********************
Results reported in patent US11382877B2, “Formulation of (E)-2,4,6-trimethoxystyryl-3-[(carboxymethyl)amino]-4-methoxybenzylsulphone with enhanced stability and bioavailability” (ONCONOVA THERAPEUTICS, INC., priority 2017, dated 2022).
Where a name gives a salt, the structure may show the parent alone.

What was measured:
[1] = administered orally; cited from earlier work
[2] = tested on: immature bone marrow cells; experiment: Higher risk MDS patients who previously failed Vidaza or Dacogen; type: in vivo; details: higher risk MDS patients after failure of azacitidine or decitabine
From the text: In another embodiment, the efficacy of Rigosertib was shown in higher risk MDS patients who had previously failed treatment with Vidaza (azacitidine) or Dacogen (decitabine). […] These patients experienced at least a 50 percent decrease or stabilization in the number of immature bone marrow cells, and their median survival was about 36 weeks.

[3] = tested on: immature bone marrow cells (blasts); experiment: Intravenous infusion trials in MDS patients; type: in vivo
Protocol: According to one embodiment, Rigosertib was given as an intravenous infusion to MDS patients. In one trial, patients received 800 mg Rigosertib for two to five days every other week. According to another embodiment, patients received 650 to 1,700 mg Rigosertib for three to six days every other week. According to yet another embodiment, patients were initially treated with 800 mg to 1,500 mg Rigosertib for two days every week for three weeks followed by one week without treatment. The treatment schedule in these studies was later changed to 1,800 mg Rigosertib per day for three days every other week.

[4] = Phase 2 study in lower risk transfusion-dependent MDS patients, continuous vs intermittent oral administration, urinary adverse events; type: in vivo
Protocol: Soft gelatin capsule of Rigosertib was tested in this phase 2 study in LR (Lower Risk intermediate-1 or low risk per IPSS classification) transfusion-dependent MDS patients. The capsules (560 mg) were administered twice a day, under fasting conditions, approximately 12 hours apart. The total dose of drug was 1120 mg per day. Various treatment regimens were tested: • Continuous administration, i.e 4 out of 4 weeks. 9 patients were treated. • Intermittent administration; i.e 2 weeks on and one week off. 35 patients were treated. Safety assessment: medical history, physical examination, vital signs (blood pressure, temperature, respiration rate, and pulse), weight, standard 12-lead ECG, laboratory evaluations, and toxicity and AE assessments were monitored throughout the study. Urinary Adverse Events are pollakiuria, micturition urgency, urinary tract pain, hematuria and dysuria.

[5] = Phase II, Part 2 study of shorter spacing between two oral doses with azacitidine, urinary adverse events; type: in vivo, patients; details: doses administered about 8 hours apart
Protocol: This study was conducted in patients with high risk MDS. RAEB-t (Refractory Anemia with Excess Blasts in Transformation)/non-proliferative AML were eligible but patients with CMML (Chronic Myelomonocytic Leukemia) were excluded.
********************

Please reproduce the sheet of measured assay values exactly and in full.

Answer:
Results reported in patent US11382877B2, “Formulation of (E)-2,4,6-trimethoxystyryl-3-[(carboxymethyl)amino]-4-methoxybenzylsulphone with enhanced stability and bioavailability” (ONCONOVA THERAPEUTICS, INC., priority 2017, dated 2022).
Where a name gives a salt, the structure may show the parent alone.

What was measured:
[1] = administered orally; cited from earlier work
[2] = tested on: immature bone marrow cells; experiment: Higher risk MDS patients who previously failed Vidaza or Dacogen; type: in vivo; details: higher risk MDS patients after failure of azacitidine or decitabine
From the text: In another embodiment, the efficacy of Rigosertib was shown in higher risk MDS patients who had previously failed treatment with Vidaza (azacitidine) or Dacogen (decitabine). […] These patients experienced at least a 50 percent decrease or stabilization in the number of immature bone marrow cells, and their median survival was about 36 weeks.

[3] = tested on: immature bone marrow cells (blasts); experiment: Intravenous infusion trials in MDS patients; type: in vivo
Protocol: According to one embodiment, Rigosertib was given as an intravenous infusion to MDS patients. In one trial, patients received 800 mg Rigosertib for two to five days every other week. According to another embodiment, patients received 650 to 1,700 mg Rigosertib for three to six days every other week. According to yet another embodiment, patients were initially treated with 800 mg to 1,500 mg Rigosertib for two days every week for three weeks followed by one week without treatment. The treatment schedule in these studies was later changed to 1,800 mg Rigosertib per day for three days every other week.

[4] = Phase 2 study in lower risk transfusion-dependent MDS patients, continuous vs intermittent oral administration, urinary adverse events; type: in vivo
Protocol: Soft gelatin capsule of Rigosertib was tested in this phase 2 study in LR (Lower Risk intermediate-1 or low risk per IPSS classification) transfusion-dependent MDS patients. The capsules (560 mg) were administered twice a day, under fasting conditions, approximately 12 hours apart. The total dose of drug was 1120 mg per day. Various treatment regimens were tested: • Continuous administration, i.e 4 out of 4 weeks. 9 patients were treated. • Intermittent administration; i.e 2 weeks on and one week off. 35 patients were treated. Safety assessment: medical history, physical examination, vital signs (blood pressure, temperature, respiration rate, and pulse), weight, standard 12-lead ECG, laboratory evaluations, and toxicity and AE assessments were monitored throughout the study. Urinary Adverse Events are pollakiuria, micturition urgency, urinary tract pain, hematuria and dysuria.

[5] = Phase II, Part 2 study of shorter spacing between two oral doses with azacitidine, urinary adverse events; type: in vivo, patients; details: doses administered about 8 hours apart
Protocol: This study was conducted in patients with high risk MDS. RAEB-t (Refractory Anemia with Excess Blasts in Transformation)/non-proliferative AML were eligible but patients with CMML (Chronic Myelomonocytic Leukemia) were excluded.